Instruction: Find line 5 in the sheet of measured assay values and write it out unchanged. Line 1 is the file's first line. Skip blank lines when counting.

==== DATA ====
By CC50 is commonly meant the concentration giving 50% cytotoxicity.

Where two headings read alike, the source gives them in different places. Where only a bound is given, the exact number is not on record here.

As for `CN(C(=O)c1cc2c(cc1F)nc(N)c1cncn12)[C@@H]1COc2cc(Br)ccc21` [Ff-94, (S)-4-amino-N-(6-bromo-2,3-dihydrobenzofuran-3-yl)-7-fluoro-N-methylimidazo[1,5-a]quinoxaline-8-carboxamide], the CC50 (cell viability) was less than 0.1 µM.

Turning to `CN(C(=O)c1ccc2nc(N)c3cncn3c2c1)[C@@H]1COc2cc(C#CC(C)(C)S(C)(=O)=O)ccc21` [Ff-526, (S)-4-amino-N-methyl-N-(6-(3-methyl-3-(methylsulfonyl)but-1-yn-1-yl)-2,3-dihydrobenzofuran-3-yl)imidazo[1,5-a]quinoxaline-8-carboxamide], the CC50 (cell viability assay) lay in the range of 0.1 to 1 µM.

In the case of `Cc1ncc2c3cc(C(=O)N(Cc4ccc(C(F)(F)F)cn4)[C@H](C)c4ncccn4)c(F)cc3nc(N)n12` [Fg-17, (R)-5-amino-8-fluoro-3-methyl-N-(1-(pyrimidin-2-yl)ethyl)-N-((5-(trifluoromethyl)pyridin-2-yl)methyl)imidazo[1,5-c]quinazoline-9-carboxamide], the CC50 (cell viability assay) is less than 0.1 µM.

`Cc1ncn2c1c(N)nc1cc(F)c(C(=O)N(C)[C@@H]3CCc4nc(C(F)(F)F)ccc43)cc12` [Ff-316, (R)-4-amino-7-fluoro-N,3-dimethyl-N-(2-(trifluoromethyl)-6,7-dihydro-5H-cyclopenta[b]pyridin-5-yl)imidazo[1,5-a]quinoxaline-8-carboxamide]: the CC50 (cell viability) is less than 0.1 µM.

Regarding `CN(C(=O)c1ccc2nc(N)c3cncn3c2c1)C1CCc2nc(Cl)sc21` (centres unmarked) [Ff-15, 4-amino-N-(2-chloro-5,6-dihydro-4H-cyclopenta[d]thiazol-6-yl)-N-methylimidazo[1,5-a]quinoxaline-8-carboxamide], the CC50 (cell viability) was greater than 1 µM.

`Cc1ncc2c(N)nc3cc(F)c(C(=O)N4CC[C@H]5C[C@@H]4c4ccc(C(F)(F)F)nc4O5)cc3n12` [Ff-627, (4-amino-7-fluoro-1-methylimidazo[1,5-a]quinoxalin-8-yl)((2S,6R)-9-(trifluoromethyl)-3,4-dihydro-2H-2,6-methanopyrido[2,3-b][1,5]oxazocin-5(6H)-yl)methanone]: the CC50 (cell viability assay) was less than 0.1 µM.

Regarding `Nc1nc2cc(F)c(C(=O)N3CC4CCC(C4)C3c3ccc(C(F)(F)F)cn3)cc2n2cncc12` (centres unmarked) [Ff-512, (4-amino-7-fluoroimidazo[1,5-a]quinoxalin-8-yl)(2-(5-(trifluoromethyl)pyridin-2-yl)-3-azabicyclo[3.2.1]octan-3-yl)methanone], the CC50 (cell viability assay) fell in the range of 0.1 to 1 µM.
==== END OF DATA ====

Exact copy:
In the case of `Cc1ncc2c3cc(C(=O)N(Cc4ccc(C(F)(F)F)cn4)[C@H](C)c4ncccn4)c(F)cc3nc(N)n12` [Fg-17, (R)-5-amino-8-fluoro-3-methyl-N-(1-(pyrimidin-2-yl)ethyl)-N-((5-(trifluoromethyl)pyridin-2-yl)methyl)imidazo[1,5-c]quinazoline-9-carboxamide], the CC50 (cell viability assay) is less than 0.1 µM.